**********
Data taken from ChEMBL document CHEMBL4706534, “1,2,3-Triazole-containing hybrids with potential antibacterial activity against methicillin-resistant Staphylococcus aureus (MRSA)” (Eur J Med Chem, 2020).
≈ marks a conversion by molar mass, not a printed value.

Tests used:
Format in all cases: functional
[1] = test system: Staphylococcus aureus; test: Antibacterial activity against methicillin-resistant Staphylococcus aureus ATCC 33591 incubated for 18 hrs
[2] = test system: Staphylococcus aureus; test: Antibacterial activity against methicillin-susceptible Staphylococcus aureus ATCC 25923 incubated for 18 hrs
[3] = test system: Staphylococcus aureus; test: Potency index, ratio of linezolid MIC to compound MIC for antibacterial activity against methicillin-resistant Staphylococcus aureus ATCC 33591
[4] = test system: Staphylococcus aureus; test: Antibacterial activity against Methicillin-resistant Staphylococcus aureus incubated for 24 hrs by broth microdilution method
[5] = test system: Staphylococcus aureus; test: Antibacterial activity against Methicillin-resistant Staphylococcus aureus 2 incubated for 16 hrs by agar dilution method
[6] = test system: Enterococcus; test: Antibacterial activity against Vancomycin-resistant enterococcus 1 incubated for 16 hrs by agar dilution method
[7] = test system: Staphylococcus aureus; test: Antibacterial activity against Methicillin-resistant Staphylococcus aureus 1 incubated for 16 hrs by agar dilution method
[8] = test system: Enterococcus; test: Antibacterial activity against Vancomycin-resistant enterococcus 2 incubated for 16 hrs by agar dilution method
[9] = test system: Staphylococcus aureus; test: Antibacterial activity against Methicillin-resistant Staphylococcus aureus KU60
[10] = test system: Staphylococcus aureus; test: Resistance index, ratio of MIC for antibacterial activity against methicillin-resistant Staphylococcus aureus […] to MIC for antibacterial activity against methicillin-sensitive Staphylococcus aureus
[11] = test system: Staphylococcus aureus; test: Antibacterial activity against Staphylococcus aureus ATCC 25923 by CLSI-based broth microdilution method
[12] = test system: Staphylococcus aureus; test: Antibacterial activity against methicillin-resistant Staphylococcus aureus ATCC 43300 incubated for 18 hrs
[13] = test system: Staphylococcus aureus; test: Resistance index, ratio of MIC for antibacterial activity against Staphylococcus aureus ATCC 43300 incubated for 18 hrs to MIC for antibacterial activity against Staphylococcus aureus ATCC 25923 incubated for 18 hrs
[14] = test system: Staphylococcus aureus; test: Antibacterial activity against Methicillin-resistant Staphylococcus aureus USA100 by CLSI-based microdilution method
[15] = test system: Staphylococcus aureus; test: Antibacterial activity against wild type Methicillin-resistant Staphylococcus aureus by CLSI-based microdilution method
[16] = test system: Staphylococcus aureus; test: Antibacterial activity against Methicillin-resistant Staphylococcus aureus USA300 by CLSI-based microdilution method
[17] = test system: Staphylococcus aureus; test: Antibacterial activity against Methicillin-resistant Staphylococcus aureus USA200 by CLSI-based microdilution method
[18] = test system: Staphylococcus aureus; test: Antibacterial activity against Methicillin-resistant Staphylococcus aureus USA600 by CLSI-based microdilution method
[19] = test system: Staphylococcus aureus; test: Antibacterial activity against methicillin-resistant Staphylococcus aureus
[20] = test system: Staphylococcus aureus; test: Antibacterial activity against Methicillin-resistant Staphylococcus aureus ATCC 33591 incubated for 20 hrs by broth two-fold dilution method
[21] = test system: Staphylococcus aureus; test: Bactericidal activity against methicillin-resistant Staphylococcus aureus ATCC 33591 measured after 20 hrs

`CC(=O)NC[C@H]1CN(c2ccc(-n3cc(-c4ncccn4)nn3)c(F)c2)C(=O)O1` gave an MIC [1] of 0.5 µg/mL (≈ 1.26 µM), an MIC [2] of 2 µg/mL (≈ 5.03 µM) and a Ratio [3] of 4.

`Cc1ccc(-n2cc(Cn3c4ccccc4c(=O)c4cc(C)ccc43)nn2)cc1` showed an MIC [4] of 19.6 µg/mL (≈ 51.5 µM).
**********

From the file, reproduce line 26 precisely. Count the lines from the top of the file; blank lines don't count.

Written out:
`CC(=O)NC[C@H]1CN(c2ccc(-n3cc(-c4ncccn4)nn3)c(F)c2)C(=O)O1` gave an MIC [1] of 0.5 µg/mL (≈ 1.26 µM), an MIC [2] of 2 µg/mL (≈ 5.03 µM) and a Ratio [3] of 4.